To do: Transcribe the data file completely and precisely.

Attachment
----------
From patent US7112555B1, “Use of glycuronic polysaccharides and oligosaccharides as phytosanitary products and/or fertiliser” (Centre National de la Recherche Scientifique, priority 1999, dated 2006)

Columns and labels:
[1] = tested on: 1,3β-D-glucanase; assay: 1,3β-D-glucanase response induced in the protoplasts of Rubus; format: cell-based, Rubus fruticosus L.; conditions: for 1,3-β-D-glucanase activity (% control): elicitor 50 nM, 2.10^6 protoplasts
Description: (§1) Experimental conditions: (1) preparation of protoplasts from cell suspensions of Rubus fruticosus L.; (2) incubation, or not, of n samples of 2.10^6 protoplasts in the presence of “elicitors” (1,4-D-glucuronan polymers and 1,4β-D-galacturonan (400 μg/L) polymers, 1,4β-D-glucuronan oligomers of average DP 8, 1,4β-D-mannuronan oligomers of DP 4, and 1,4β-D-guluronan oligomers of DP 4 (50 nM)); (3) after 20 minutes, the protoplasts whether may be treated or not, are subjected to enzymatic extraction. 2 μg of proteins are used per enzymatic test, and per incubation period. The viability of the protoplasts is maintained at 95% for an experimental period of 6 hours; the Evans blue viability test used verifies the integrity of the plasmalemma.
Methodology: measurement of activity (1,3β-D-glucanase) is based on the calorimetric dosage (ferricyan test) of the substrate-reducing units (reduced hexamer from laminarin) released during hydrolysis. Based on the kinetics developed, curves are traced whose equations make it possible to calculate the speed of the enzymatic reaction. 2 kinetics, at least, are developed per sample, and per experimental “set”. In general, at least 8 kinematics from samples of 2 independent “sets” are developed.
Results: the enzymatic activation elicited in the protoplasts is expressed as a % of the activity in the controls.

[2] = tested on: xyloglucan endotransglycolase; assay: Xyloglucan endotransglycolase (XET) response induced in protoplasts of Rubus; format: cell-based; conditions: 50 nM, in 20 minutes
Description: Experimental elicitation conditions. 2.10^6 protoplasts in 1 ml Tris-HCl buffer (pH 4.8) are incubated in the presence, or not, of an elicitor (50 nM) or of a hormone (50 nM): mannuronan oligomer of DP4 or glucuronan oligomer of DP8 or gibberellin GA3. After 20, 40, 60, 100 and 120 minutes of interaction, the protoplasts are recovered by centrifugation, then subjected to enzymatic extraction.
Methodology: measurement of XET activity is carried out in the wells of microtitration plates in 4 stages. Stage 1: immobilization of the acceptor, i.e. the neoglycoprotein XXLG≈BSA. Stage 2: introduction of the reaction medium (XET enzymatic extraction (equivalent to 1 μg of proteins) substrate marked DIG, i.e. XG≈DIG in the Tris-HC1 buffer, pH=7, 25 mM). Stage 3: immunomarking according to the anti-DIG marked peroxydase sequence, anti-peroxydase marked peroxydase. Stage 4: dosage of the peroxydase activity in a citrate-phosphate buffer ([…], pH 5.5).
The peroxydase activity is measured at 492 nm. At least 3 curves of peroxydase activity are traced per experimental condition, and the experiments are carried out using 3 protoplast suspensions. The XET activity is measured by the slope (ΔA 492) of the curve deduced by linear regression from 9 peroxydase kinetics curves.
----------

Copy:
From patent US7112555B1, “Use of glycuronic polysaccharides and oligosaccharides as phytosanitary products and/or fertiliser” (Centre National de la Recherche Scientifique, priority 1999, dated 2006)

Columns and labels:
[1] = tested on: 1,3β-D-glucanase; assay: 1,3β-D-glucanase response induced in the protoplasts of Rubus; format: cell-based, Rubus fruticosus L.; conditions: for 1,3-β-D-glucanase activity (% control): elicitor 50 nM, 2.10^6 protoplasts
Description: (§1) Experimental conditions: (1) preparation of protoplasts from cell suspensions of Rubus fruticosus L.; (2) incubation, or not, of n samples of 2.10^6 protoplasts in the presence of “elicitors” (1,4-D-glucuronan polymers and 1,4β-D-galacturonan (400 μg/L) polymers, 1,4β-D-glucuronan oligomers of average DP 8, 1,4β-D-mannuronan oligomers of DP 4, and 1,4β-D-guluronan oligomers of DP 4 (50 nM)); (3) after 20 minutes, the protoplasts whether may be treated or not, are subjected to enzymatic extraction. 2 μg of proteins are used per enzymatic test, and per incubation period. The viability of the protoplasts is maintained at 95% for an experimental period of 6 hours; the Evans blue viability test used verifies the integrity of the plasmalemma.
Methodology: measurement of activity (1,3β-D-glucanase) is based on the calorimetric dosage (ferricyan test) of the substrate-reducing units (reduced hexamer from laminarin) released during hydrolysis. Based on the kinetics developed, curves are traced whose equations make it possible to calculate the speed of the enzymatic reaction. 2 kinetics, at least, are developed per sample, and per experimental “set”. In general, at least 8 kinematics from samples of 2 independent “sets” are developed.
Results: the enzymatic activation elicited in the protoplasts is expressed as a % of the activity in the controls.

[2] = tested on: xyloglucan endotransglycolase; assay: Xyloglucan endotransglycolase (XET) response induced in protoplasts of Rubus; format: cell-based; conditions: 50 nM, in 20 minutes
Description: Experimental elicitation conditions. 2.10^6 protoplasts in 1 ml Tris-HCl buffer (pH 4.8) are incubated in the presence, or not, of an elicitor (50 nM) or of a hormone (50 nM): mannuronan oligomer of DP4 or glucuronan oligomer of DP8 or gibberellin GA3. After 20, 40, 60, 100 and 120 minutes of interaction, the protoplasts are recovered by centrifugation, then subjected to enzymatic extraction.
Methodology: measurement of XET activity is carried out in the wells of microtitration plates in 4 stages. Stage 1: immobilization of the acceptor, i.e. the neoglycoprotein XXLG≈BSA. Stage 2: introduction of the reaction medium (XET enzymatic extraction (equivalent to 1 μg of proteins) substrate marked DIG, i.e. XG≈DIG in the Tris-HC1 buffer, pH=7, 25 mM). Stage 3: immunomarking according to the anti-DIG marked peroxydase sequence, anti-peroxydase marked peroxydase. Stage 4: dosage of the peroxydase activity in a citrate-phosphate buffer ([…], pH 5.5).
The peroxydase activity is measured at 492 nm. At least 3 curves of peroxydase activity are traced per experimental condition, and the experiments are carried out using 3 protoplast suspensions. The XET activity is measured by the slope (ΔA 492) of the curve deduced by linear regression from 9 peroxydase kinetics curves.